S.1053 - Genetic Information Nondiscrimination Act of 2003108th Congress (2003-2004)
Summary: S.1053 — 108th Congress (2003-2004)
Passed Senate amended (10/14/2003)
Genetic Information Nondiscrimination Act of 2003 - Title I: Genetic Nondiscrimination in Health Insurance - (Sec. 101) Amends the Employee Retirement Income Security Act of 1974, the Public Health Service Act, and the Internal Revenue Code to expand the prohibition on health plan or issuer discrimination on the basis of genetic information or services to prohibit: (1) enrollment discrimination based on information about a request for or receipt of genetic services by an individual or an individual's family member; (2) group premium discrimination based on the genetic information of an individual or an individual's family member; and (3) requiring genetic testing. Defines genetic information as genetic tests of an individual or family member or occurrence of a disease or disorder in family members. States that such term shall not include information about the sex or age of an individual. Defines genetic services as genetic tests, genetic counseling, or genetic education.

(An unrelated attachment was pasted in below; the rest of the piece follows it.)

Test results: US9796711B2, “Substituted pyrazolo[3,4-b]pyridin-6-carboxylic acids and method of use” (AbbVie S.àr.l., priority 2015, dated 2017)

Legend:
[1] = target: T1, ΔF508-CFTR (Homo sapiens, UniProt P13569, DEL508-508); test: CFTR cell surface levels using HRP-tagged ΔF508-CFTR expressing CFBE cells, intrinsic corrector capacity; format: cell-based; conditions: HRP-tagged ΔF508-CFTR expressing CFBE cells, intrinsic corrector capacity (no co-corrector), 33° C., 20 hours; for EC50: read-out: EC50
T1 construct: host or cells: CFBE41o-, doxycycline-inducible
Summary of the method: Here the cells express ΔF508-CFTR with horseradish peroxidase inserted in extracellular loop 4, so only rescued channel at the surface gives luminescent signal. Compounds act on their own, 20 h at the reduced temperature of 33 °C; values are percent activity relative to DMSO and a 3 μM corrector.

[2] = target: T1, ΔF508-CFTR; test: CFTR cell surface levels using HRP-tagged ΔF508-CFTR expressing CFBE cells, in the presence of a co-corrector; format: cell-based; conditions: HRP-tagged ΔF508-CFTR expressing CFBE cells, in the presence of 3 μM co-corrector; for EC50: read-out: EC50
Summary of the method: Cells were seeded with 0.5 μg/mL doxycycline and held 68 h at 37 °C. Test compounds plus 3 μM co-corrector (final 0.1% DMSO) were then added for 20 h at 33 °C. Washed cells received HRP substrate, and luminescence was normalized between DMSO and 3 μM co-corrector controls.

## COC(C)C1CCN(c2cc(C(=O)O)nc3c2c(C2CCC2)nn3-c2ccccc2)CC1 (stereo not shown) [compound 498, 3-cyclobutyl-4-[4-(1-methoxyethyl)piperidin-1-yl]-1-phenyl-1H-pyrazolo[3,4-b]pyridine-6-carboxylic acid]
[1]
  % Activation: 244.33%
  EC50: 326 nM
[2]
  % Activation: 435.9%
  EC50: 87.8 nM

Amends the Public Health Service Act to prohibit such discrimination in coverage offered in the individual market.
Requires the Secretary of the Treasury, the Secretary of Labor, and the Secretary of Health and Human Services (HHS) to issue final regulations to carry out this title.
(Sec. 104) Amends title XVIII (Medicare) of the Social Security Act to prohibit an issuer of a Medicare supplemental policy from denying or conditioning the issuance or effectiveness of the policy, or from discriminating in the price of the policy of an eligible individual based on genetic information, on the receipt of genetic services or on a request for such services. Prohibits the issuer of such a policy from requesting or requiring a beneficiary to undergo a genetic test.
(Sec. 105) Applies the HHS medical privacy rules to the disclosure of genetic information. Prohibits a group health plan, a health insurance issuer, or an issuer of Medicare supplemental policies from using or disclosing genetic information for purposes of underwriting, determining eligibility to enroll, or premium rating. Prohibits such entities from using or disclosing genetic information for the creation, renewal, or replacement of a plan, contract, or coverage for health insurance or benefits. Prohibits such entities from requesting, requiring, or purchasing genetic information concerning a participant, beneficiary, or enrollee prior to the enrollment and in connection with such enrollment of such individual under the plan, coverage, or policy. Permits the incidental collection of such genetic information by such entities if the request, requirement, or purchase that brought the information was not made for certain purposes, including underwriting, and if the information is not used or disclosed in violation of the HHS medical privacy rules.